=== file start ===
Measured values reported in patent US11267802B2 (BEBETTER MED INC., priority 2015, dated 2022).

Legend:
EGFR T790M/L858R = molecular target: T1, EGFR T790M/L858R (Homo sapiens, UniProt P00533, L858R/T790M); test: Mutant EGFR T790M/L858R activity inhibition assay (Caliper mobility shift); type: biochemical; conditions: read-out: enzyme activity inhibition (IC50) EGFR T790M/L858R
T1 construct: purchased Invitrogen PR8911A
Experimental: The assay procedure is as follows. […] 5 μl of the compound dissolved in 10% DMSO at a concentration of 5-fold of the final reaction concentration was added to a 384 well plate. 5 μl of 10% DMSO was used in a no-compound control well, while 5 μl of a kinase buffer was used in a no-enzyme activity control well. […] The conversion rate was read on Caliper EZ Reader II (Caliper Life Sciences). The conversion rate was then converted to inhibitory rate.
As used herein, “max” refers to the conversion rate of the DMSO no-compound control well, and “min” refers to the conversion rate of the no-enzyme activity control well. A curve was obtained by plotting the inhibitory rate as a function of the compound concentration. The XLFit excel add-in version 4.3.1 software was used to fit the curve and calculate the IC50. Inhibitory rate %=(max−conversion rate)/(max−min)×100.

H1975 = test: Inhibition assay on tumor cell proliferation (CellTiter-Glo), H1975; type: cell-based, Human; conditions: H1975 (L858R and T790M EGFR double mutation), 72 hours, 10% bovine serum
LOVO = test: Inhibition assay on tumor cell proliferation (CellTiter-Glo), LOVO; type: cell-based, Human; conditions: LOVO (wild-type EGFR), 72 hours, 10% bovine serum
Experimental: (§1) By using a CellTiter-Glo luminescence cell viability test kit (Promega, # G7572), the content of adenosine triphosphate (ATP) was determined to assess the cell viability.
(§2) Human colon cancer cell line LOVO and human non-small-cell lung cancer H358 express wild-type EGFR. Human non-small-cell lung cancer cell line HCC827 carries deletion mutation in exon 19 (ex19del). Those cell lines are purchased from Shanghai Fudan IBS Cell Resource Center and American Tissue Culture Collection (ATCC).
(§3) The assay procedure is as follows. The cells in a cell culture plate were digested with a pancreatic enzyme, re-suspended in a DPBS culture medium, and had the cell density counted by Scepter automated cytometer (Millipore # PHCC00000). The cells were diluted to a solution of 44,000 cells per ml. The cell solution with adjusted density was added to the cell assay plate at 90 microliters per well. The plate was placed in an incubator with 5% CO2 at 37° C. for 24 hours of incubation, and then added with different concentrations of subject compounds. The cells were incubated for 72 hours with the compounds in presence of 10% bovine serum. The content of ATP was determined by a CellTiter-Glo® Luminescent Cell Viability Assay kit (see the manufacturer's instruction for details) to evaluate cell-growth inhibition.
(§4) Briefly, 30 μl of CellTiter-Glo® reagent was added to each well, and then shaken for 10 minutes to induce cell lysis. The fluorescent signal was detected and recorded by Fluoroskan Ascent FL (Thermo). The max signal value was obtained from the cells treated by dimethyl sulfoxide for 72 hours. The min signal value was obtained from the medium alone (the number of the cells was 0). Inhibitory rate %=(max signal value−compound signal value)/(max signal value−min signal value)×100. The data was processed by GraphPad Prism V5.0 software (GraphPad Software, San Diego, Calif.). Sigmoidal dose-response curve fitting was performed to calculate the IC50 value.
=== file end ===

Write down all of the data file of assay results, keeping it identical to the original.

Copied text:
Measured values reported in patent US11267802B2 (BEBETTER MED INC., priority 2015, dated 2022).

Legend:
EGFR T790M/L858R = molecular target: T1, EGFR T790M/L858R (Homo sapiens, UniProt P00533, L858R/T790M); test: Mutant EGFR T790M/L858R activity inhibition assay (Caliper mobility shift); type: biochemical; conditions: read-out: enzyme activity inhibition (IC50) EGFR T790M/L858R
T1 construct: purchased Invitrogen PR8911A
Experimental: The assay procedure is as follows. […] 5 μl of the compound dissolved in 10% DMSO at a concentration of 5-fold of the final reaction concentration was added to a 384 well plate. 5 μl of 10% DMSO was used in a no-compound control well, while 5 μl of a kinase buffer was used in a no-enzyme activity control well. […] The conversion rate was read on Caliper EZ Reader II (Caliper Life Sciences). The conversion rate was then converted to inhibitory rate.
As used herein, “max” refers to the conversion rate of the DMSO no-compound control well, and “min” refers to the conversion rate of the no-enzyme activity control well. A curve was obtained by plotting the inhibitory rate as a function of the compound concentration. The XLFit excel add-in version 4.3.1 software was used to fit the curve and calculate the IC50. Inhibitory rate %=(max−conversion rate)/(max−min)×100.

H1975 = test: Inhibition assay on tumor cell proliferation (CellTiter-Glo), H1975; type: cell-based, Human; conditions: H1975 (L858R and T790M EGFR double mutation), 72 hours, 10% bovine serum
LOVO = test: Inhibition assay on tumor cell proliferation (CellTiter-Glo), LOVO; type: cell-based, Human; conditions: LOVO (wild-type EGFR), 72 hours, 10% bovine serum
Experimental: (§1) By using a CellTiter-Glo luminescence cell viability test kit (Promega, # G7572), the content of adenosine triphosphate (ATP) was determined to assess the cell viability.
(§2) Human colon cancer cell line LOVO and human non-small-cell lung cancer H358 express wild-type EGFR. Human non-small-cell lung cancer cell line HCC827 carries deletion mutation in exon 19 (ex19del). Those cell lines are purchased from Shanghai Fudan IBS Cell Resource Center and American Tissue Culture Collection (ATCC).
(§3) The assay procedure is as follows. The cells in a cell culture plate were digested with a pancreatic enzyme, re-suspended in a DPBS culture medium, and had the cell density counted by Scepter automated cytometer (Millipore # PHCC00000). The cells were diluted to a solution of 44,000 cells per ml. The cell solution with adjusted density was added to the cell assay plate at 90 microliters per well. The plate was placed in an incubator with 5% CO2 at 37° C. for 24 hours of incubation, and then added with different concentrations of subject compounds. The cells were incubated for 72 hours with the compounds in presence of 10% bovine serum. The content of ATP was determined by a CellTiter-Glo® Luminescent Cell Viability Assay kit (see the manufacturer's instruction for details) to evaluate cell-growth inhibition.
(§4) Briefly, 30 μl of CellTiter-Glo® reagent was added to each well, and then shaken for 10 minutes to induce cell lysis. The fluorescent signal was detected and recorded by Fluoroskan Ascent FL (Thermo). The max signal value was obtained from the cells treated by dimethyl sulfoxide for 72 hours. The min signal value was obtained from the medium alone (the number of the cells was 0). Inhibitory rate %=(max signal value−compound signal value)/(max signal value−min signal value)×100. The data was processed by GraphPad Prism V5.0 software (GraphPad Software, San Diego, Calif.). Sigmoidal dose-response curve fitting was performed to calculate the IC50 value.